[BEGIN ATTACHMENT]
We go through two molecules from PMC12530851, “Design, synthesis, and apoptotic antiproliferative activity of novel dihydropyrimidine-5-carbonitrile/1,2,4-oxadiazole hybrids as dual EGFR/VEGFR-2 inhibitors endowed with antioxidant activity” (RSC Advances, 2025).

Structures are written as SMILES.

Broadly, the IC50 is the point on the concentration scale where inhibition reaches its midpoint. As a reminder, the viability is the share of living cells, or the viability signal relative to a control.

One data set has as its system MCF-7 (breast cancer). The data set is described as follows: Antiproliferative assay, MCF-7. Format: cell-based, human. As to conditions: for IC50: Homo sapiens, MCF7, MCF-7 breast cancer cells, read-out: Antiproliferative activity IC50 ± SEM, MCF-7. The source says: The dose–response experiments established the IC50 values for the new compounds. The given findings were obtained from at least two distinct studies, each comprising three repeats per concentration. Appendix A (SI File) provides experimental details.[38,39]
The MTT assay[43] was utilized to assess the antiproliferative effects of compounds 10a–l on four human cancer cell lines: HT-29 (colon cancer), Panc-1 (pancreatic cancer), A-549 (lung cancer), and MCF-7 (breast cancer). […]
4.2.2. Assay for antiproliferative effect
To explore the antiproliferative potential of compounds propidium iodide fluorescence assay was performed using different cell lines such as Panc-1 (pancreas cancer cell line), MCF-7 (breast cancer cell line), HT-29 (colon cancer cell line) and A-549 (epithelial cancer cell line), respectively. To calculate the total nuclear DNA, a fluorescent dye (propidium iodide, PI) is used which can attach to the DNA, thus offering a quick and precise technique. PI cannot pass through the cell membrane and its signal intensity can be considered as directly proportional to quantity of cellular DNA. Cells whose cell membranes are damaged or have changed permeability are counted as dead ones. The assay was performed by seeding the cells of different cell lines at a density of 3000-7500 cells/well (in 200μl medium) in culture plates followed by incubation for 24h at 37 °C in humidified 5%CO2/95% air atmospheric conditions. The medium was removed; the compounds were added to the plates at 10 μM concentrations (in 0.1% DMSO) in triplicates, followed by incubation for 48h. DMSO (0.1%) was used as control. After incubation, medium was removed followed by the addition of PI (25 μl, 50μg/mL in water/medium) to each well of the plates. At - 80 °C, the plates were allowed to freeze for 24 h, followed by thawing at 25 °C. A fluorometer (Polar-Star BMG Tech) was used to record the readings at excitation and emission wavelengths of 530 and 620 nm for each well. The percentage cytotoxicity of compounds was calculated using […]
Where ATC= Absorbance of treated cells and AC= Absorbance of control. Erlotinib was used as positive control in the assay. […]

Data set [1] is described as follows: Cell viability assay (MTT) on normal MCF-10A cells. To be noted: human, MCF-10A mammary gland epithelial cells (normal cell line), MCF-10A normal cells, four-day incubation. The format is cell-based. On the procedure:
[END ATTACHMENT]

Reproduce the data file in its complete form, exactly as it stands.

We go through two molecules from PMC12530851, “Design, synthesis, and apoptotic antiproliferative activity of novel dihydropyrimidine-5-carbonitrile/1,2,4-oxadiazole hybrids as dual EGFR/VEGFR-2 inhibitors endowed with antioxidant activity” (RSC Advances, 2025).

Structures are written as SMILES.

Broadly, the IC50 is the point on the concentration scale where inhibition reaches its midpoint. As a reminder, the viability is the share of living cells, or the viability signal relative to a control.

One data set has as its system MCF-7 (breast cancer). The data set is described as follows: Antiproliferative assay, MCF-7. Format: cell-based, human. As to conditions: for IC50: Homo sapiens, MCF7, MCF-7 breast cancer cells, read-out: Antiproliferative activity IC50 ± SEM, MCF-7. The source says: The dose–response experiments established the IC50 values for the new compounds. The given findings were obtained from at least two distinct studies, each comprising three repeats per concentration. Appendix A (SI File) provides experimental details.[38,39]
The MTT assay[43] was utilized to assess the antiproliferative effects of compounds 10a–l on four human cancer cell lines: HT-29 (colon cancer), Panc-1 (pancreatic cancer), A-549 (lung cancer), and MCF-7 (breast cancer). […]
4.2.2. Assay for antiproliferative effect
To explore the antiproliferative potential of compounds propidium iodide fluorescence assay was performed using different cell lines such as Panc-1 (pancreas cancer cell line), MCF-7 (breast cancer cell line), HT-29 (colon cancer cell line) and A-549 (epithelial cancer cell line), respectively. To calculate the total nuclear DNA, a fluorescent dye (propidium iodide, PI) is used which can attach to the DNA, thus offering a quick and precise technique. PI cannot pass through the cell membrane and its signal intensity can be considered as directly proportional to quantity of cellular DNA. Cells whose cell membranes are damaged or have changed permeability are counted as dead ones. The assay was performed by seeding the cells of different cell lines at a density of 3000-7500 cells/well (in 200μl medium) in culture plates followed by incubation for 24h at 37 °C in humidified 5%CO2/95% air atmospheric conditions. The medium was removed; the compounds were added to the plates at 10 μM concentrations (in 0.1% DMSO) in triplicates, followed by incubation for 48h. DMSO (0.1%) was used as control. After incubation, medium was removed followed by the addition of PI (25 μl, 50μg/mL in water/medium) to each well of the plates. At - 80 °C, the plates were allowed to freeze for 24 h, followed by thawing at 25 °C. A fluorometer (Polar-Star BMG Tech) was used to record the readings at excitation and emission wavelengths of 530 and 620 nm for each well. The percentage cytotoxicity of compounds was calculated using […]
Where ATC= Absorbance of treated cells and AC= Absorbance of control. Erlotinib was used as positive control in the assay. […]

Data set [1] is described as follows: Cell viability assay (MTT) on normal MCF-10A cells. To be noted: human, MCF-10A mammary gland epithelial cells (normal cell line), MCF-10A normal cells, four-day incubation. The format is cell-based. On the procedure: